Everybody has had a bit of a boomlet, but not you.
SANTORUM: Yes, well, to say I’m not electable because I lost, you know, I don’t know of too many Americans who haven’t lost. And…
AMANPOUR: Right. But in this situation, you have not had your sort of explosion to the top. You mentioned Bachmann and Perry…
SANTORUM: Yes.
AMANPOUR: … they were up and now they’re down. But you haven’t been up.
SANTORUM: Well, that’s a good thing. That’s a great thing not to have had it. We still have almost — we have a month to go before the election. And as you know, Christiane, that’s a lifetime in politics.
So if you look at all of these little boomlets, they last about four to six weeks. Newt is in about week three. So we feel pretty good that, you know, come the middle of December and toward the end of December, as candidates are looking for a candidate they can trust, someone that is authentic, someone who knows what they believe in and why they believe it, and has a record to back up the rhetoric as to what they want to do to change this country, because we do need big changes, well, who has been doing that?
Who has been out there? Who has been, you know, fighting city hall, if you will, and having success at doing it? We’ve got the good track record and I think that’s going to pay off in the end.
AMANPOUR: Where do you have to be after January 3rd? What is a good showing for you, a threshold?
SANTORUM: Well, given everybody is sitting here predicting me to finish last or next to last, obviously…
AMANPOUR: Yes, but to stay in the race?
SANTORUM: Well, I think we need a surprise. I mean, we need to finish ahead of several candidates. And, look, I think we have a very good chance of winning Iowa. I know people…
AMANPOUR: Really?
SANTORUM: Yes, I do. I really do. We…
AMANPOUR: Kind of, you would say that, wouldn’t you, though?
SANTORUM: No. I believe it. I really do. I know when we — we’re doing all sorts of phone calls in our office, and what we’re hearing is that, still, 60, 70 percent of the people in Iowa are still undecided.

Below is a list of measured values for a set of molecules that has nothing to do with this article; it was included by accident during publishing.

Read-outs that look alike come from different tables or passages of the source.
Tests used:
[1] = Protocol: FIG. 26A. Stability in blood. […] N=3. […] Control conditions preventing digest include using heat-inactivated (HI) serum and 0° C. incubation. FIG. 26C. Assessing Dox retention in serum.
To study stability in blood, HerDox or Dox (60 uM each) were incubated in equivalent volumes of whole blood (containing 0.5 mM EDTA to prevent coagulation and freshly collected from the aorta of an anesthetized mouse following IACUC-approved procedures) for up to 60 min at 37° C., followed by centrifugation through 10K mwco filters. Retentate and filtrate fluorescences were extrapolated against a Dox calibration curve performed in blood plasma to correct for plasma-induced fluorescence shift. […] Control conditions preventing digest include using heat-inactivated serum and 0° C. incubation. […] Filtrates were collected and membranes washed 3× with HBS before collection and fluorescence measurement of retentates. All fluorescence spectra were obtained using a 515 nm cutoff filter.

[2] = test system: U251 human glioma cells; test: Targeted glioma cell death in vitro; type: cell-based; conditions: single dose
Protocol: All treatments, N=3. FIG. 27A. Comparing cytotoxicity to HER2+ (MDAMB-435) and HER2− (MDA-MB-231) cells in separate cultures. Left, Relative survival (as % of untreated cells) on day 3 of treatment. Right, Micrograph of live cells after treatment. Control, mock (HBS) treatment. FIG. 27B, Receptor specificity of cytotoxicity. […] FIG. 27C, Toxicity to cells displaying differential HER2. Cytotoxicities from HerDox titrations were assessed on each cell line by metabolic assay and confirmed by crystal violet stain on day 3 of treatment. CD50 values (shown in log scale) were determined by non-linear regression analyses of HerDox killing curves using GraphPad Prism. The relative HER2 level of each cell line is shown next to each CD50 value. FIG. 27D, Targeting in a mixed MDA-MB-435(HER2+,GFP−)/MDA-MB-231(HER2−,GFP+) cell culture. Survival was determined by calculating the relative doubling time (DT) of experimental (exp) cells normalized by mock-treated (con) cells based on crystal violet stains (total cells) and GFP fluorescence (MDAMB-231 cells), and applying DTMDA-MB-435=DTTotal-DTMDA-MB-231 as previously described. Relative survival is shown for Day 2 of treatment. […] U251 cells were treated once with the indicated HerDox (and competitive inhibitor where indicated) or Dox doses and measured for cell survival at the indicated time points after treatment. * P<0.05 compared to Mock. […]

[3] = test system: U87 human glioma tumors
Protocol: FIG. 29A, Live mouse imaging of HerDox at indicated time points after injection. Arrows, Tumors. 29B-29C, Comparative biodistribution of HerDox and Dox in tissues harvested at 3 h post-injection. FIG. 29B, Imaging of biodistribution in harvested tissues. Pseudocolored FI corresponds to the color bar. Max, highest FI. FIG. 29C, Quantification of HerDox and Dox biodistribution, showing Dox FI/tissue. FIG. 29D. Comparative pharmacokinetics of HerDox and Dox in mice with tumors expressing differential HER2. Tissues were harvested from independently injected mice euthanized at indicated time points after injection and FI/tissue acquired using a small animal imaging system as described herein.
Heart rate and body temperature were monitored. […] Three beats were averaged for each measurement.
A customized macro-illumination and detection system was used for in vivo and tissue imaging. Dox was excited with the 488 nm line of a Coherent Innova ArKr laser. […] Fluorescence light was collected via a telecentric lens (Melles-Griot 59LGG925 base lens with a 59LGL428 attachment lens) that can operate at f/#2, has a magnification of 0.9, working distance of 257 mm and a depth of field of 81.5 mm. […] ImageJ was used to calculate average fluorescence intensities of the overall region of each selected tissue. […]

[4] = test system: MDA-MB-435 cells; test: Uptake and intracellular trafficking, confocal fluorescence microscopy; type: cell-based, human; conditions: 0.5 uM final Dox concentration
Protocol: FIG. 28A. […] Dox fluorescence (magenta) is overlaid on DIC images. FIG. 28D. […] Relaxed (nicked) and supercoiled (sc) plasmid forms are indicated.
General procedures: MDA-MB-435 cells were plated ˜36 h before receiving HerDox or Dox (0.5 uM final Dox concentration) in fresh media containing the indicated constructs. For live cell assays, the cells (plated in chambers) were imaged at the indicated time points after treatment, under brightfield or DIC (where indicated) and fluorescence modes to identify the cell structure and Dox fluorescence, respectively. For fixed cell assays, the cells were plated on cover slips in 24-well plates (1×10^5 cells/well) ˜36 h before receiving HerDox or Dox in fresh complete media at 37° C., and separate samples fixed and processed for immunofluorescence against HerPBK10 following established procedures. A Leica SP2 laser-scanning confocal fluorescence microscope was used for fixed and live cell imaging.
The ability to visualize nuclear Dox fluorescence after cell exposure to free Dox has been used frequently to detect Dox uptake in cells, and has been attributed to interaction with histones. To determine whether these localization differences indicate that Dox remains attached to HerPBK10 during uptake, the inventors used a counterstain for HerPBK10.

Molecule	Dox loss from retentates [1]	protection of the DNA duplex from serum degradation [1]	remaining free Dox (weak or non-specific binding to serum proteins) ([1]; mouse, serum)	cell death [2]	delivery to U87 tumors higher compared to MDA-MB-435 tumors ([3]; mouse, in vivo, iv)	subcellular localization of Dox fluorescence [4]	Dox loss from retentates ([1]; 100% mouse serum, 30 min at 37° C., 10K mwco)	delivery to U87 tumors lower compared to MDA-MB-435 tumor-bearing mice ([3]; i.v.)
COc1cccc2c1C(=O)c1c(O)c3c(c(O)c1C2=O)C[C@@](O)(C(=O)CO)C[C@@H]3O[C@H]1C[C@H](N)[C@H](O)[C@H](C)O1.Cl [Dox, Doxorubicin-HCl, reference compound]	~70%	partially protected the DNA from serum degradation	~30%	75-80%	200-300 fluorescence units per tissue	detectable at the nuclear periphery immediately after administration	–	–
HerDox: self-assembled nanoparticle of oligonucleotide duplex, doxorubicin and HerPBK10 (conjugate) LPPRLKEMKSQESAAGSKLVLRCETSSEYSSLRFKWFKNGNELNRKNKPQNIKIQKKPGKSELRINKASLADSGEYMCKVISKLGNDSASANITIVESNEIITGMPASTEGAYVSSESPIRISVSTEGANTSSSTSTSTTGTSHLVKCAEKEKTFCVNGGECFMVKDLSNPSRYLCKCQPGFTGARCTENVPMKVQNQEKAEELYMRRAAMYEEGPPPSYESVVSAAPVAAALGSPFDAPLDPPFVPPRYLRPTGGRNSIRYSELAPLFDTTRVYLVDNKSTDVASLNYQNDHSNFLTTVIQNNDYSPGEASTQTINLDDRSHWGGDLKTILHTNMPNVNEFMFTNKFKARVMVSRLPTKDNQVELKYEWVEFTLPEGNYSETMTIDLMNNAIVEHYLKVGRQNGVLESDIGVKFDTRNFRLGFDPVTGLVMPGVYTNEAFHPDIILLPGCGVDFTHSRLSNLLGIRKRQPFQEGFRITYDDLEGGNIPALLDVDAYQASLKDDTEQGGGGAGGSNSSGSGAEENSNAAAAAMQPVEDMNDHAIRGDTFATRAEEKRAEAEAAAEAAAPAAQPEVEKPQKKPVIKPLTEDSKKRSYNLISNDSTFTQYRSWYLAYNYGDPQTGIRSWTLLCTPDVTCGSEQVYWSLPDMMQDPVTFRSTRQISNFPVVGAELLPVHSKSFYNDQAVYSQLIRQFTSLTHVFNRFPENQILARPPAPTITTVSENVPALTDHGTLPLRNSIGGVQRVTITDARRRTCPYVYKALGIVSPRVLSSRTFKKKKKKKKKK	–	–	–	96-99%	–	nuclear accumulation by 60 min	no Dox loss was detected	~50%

You can read these polls, but that’s who they’re for in the moment, and…
AMANPOUR: The latest poll says 11 percent undecided.
SANTORUM: Yes, but if you talk to people and they say, you know, who — are you really committed? And they say, well, no, I mean, we’re still open to other candidates.
And, again, the calls we’re making, we’re still hearing a high percentage of undecideds, people still trying to find out more about the candidates. And remember, this is a caucus, not a primary.
You’re talking about activists who are going to go out. And we’ve spent the time in the state, we’ve talked to the activists. We’ve got people lined up to be our caucus captains at all of these little caucus locations.
About a third of the people that come to the caucuses come there undecided. That’s what the polls have said. And we’ll have people at those caucuses advocating for us because I’ve been in their county. They know my message. They know what I want to accomplish.
It has been strong message of pro-growth, family values, strong national security. And I think it’s going to do well.
AMANPOUR: Let me ask you about your family.
SANTORUM: Yes.
AMANPOUR: You are very public about your seven children. You’ve been very public and have been very emotional, of course, talking about your young daughter, Bella, you, you’ve said, has basically a life that’s measured in days and weeks.
SANTORUM: Well, it certainly is according to the medical statistics. But we’ve been very blessed. I mean, she is three-and-a-half years of age, you know, I was with her last night, got a chance to spend some time with her.
She’s an absolute joy. She’s really the center of our life. And we feel so blessed to have her.
AMANPOUR: And as a mother, I just wonder how you can keep going and how you justify this with so much personal toll at home.
SANTORUM: Yes, well, as we all know, I mean…
AMANPOUR: Given the polls.
SANTORUM: Yes — no, I understand. Well, I don’t worry about the — again, I don’t worry about the polls. I worry about what I’m trying to do to be the best father and the best husband I can be. And obviously a big part of that is making sure that we have a country that respects her life, and a country that is free and safe and prosperous for all of my children.